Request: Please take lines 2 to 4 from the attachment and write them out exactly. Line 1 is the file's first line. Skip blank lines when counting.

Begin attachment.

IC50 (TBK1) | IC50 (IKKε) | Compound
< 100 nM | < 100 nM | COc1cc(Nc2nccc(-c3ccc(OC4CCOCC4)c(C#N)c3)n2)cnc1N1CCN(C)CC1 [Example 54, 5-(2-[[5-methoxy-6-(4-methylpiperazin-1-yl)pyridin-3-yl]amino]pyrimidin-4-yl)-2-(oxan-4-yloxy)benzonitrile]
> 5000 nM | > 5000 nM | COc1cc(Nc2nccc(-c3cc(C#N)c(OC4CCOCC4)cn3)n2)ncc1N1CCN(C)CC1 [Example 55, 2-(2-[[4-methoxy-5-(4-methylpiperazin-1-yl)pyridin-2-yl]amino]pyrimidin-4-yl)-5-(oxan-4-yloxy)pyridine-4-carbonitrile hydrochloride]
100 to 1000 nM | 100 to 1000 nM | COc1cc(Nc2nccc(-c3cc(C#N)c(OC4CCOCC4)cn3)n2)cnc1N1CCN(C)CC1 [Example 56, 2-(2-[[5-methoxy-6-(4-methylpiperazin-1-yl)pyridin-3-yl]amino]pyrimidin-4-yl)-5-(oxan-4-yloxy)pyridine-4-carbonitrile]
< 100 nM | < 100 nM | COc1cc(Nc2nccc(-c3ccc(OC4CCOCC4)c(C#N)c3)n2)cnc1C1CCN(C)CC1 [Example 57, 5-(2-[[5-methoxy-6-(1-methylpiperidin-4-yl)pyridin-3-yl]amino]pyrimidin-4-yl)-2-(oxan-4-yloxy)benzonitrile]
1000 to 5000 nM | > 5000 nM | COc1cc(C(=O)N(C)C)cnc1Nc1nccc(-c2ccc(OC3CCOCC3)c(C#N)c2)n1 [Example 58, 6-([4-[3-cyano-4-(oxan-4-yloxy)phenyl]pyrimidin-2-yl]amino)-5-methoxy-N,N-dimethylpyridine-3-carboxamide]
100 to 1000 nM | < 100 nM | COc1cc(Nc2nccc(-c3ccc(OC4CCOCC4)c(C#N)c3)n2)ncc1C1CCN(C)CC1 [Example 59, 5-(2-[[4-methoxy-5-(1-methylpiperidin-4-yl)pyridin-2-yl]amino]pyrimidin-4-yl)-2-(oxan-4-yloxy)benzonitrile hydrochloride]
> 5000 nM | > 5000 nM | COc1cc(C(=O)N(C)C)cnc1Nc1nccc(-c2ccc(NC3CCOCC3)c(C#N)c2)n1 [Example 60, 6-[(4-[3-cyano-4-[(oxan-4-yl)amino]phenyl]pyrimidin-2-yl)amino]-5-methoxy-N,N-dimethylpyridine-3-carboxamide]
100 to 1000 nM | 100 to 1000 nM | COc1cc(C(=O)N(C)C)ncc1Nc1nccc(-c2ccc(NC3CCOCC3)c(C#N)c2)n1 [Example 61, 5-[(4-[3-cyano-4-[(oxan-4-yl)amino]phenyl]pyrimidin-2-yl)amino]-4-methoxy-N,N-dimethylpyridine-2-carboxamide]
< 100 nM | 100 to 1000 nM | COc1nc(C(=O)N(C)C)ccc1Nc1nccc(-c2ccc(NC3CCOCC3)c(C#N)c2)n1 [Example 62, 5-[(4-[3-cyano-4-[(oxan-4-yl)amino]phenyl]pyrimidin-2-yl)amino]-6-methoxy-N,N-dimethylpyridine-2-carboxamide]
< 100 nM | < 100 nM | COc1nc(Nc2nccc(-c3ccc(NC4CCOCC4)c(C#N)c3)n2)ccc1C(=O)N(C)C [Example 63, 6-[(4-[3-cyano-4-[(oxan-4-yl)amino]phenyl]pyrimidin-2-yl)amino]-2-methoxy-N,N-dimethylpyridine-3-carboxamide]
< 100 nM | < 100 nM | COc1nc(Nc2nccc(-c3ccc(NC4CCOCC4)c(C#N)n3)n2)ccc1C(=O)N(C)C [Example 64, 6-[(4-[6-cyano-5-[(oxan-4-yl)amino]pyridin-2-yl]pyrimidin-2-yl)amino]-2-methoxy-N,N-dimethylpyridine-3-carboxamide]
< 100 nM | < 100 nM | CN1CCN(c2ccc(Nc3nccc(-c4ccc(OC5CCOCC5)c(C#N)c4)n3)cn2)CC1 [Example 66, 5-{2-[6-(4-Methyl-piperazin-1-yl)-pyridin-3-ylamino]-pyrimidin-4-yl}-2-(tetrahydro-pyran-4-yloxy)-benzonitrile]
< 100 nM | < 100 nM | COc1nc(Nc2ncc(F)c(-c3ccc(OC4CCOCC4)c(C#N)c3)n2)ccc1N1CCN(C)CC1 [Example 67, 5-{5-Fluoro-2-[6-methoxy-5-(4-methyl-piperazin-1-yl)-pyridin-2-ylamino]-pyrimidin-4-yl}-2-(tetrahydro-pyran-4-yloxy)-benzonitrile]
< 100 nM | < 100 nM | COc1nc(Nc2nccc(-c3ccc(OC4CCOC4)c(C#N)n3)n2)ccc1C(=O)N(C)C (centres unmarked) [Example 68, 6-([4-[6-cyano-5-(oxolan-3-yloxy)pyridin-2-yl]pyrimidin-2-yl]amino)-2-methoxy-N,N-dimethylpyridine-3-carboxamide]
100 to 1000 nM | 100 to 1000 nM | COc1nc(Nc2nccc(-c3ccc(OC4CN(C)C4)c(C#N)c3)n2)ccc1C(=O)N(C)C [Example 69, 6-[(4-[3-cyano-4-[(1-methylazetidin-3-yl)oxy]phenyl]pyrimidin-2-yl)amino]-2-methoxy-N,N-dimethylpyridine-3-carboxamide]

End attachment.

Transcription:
< 100 nM | < 100 nM | COc1cc(Nc2nccc(-c3ccc(OC4CCOCC4)c(C#N)c3)n2)cnc1N1CCN(C)CC1 [Example 54, 5-(2-[[5-methoxy-6-(4-methylpiperazin-1-yl)pyridin-3-yl]amino]pyrimidin-4-yl)-2-(oxan-4-yloxy)benzonitrile]
> 5000 nM | > 5000 nM | COc1cc(Nc2nccc(-c3cc(C#N)c(OC4CCOCC4)cn3)n2)ncc1N1CCN(C)CC1 [Example 55, 2-(2-[[4-methoxy-5-(4-methylpiperazin-1-yl)pyridin-2-yl]amino]pyrimidin-4-yl)-5-(oxan-4-yloxy)pyridine-4-carbonitrile hydrochloride]
100 to 1000 nM | 100 to 1000 nM | COc1cc(Nc2nccc(-c3cc(C#N)c(OC4CCOCC4)cn3)n2)cnc1N1CCN(C)CC1 [Example 56, 2-(2-[[5-methoxy-6-(4-methylpiperazin-1-yl)pyridin-3-yl]amino]pyrimidin-4-yl)-5-(oxan-4-yloxy)pyridine-4-carbonitrile]